See how global warming has changed the world since your childhood by ABC News Digital Storytelling team
‘See how global warming has changed the world since your childhood’ sets out to shift people's understanding of climate change from an abstract future problem to something that is deeply personal and is already impacting their lives.
The story builds on the work of climate scientist Ed Hawkins, who with his 'warming stripes' data visualisation has helped powerfully and simply convey the increase in global temperatures.
By asking the audience to select the year they were born, we were able to take this visualisation and personalise it — and then use it to explain what the change in temperature means in the context of the reader’s life. By comparing the reader’s life to a six-year-old we were able to show how unprecedented the conditions we’re facing are, and place them in a context that showed how the increase in temperature directly affects their lives.
The second part of the piece allowed us to use the same visualisation to cast forward, through the medium of a child born today, and clearly show the possible situations we face depending on whether we reduce emissions.
The major challenge of this piece was accurately conveying the data in a way that is still approachable for a non-scientific audience. When reporting on an issue as contentious as climate change it is vital that the scientific interpretation be perfect.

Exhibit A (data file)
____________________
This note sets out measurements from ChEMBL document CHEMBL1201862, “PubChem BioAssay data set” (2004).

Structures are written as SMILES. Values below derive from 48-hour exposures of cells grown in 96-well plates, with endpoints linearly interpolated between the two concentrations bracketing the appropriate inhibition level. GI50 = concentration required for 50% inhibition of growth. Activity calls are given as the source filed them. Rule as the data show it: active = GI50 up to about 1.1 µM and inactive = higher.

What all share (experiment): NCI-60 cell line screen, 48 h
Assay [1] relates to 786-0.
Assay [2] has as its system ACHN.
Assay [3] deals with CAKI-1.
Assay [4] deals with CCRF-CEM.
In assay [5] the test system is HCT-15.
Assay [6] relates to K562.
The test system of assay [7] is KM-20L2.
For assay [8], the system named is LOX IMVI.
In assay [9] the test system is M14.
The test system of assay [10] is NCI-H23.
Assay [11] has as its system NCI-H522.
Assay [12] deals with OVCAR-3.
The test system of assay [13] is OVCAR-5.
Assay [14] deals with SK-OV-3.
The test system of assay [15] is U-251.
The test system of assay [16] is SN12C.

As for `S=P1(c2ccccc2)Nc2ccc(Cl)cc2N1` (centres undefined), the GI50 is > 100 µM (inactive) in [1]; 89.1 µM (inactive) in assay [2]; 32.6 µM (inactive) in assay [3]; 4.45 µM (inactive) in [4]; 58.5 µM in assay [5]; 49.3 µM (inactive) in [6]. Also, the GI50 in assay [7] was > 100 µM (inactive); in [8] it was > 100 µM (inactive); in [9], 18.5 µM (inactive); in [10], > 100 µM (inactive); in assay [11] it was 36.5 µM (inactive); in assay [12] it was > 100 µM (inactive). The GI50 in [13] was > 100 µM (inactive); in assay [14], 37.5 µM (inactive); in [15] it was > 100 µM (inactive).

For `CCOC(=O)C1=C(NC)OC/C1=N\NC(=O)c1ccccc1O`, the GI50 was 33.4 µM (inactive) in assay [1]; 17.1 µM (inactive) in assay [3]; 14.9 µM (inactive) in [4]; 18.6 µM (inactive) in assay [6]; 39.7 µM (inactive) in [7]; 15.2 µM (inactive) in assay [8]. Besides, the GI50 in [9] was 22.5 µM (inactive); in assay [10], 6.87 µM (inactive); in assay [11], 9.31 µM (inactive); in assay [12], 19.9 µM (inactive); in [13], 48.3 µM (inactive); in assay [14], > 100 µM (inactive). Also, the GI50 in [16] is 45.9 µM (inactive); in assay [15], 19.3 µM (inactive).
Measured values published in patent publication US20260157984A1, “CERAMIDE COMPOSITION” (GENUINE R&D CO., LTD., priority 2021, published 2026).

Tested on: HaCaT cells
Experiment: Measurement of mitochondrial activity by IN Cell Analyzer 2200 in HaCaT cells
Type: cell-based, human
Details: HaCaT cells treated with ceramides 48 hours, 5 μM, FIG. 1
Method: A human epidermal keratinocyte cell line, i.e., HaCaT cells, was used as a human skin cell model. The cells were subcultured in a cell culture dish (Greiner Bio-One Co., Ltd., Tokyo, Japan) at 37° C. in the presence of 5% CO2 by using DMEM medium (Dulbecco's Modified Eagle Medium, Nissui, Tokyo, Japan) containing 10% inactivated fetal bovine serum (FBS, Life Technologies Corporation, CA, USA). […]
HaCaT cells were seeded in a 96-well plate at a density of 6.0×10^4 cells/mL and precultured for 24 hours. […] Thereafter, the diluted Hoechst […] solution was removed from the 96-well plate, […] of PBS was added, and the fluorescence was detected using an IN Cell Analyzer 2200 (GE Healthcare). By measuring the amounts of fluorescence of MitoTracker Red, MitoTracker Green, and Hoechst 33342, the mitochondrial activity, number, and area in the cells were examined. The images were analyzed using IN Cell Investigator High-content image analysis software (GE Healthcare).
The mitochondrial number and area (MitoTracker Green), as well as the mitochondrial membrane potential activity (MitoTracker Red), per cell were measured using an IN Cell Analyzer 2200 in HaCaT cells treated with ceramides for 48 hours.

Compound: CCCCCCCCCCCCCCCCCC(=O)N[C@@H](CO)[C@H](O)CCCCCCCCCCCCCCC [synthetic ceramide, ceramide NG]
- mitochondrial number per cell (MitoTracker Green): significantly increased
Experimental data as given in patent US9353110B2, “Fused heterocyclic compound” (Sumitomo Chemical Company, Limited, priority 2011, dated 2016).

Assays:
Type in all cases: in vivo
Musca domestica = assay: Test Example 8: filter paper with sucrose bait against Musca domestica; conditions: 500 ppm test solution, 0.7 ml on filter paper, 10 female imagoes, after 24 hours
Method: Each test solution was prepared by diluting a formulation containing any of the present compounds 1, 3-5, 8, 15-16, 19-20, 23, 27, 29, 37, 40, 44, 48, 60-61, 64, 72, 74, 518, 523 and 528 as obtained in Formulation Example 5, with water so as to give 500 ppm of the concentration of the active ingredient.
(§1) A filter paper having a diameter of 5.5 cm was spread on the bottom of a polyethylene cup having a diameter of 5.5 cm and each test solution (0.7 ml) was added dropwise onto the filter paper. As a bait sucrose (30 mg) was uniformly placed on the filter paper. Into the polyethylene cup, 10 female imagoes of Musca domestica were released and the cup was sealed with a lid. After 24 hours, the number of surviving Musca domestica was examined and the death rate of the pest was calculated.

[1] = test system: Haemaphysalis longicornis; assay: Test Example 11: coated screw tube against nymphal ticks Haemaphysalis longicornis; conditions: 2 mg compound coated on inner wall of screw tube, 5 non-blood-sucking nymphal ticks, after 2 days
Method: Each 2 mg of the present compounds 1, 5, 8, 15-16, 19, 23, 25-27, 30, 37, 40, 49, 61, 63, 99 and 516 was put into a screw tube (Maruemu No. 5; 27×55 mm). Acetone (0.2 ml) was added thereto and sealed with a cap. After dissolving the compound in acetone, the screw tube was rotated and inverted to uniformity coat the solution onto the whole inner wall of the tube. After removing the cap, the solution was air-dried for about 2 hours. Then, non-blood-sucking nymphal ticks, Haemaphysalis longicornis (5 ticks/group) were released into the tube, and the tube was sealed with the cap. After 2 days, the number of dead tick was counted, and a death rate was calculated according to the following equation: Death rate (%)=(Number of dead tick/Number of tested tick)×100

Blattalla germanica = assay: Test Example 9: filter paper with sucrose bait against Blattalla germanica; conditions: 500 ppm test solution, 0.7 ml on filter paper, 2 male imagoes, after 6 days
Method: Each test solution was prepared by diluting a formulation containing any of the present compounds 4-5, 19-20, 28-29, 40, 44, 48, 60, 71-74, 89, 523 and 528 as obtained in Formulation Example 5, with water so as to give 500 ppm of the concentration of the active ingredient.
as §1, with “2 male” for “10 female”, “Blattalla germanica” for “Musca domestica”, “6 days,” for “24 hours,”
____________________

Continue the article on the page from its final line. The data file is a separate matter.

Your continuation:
To achieve this we collaborated with the Monash University Climate Change Communications, commissioning a custom calculation of modelling of future projections. After the piece was published it was reviewed by four scientists for Climate Feedback, who rated its overall scientific credibility 'very high'.
The story was incredibly successful when published, and quickly reached a large local and international audience.
The story resonated with readers on a deeply personal level, and is an excellent example of how personal an emotive data visualisation can be.
“I wish that I could convince every politician in the world to take five minutes for this interactive. It shows how climate change has impacted the world since your childhood, and peeks into the future.” The Planetary Security Initiative (Netherlands Ministry of Foreign Affairs)
“This is the most important thing to read as we enter the 2020s. Shocking... plus if we don’t address climate change now, by 2070, Sydney will routinely reach temperatures in the 50s.” Dr Kate Devitt
“This is the some of the most powerful, informative, effective journalism about climate change and what can still be done that I’ve ever seen. As the fires rage and Canberra doubles down on batshit crazy I’m showing this to every single person I know… This really was like a bright shining beacon in the smoke haze that is our absolutely soul draining news feed.” Sophie Black
Published against the backdrop of the growing bushfire crisis in Australia, it provided a compelling explanation of the very effects that are devastating the country before our eyes.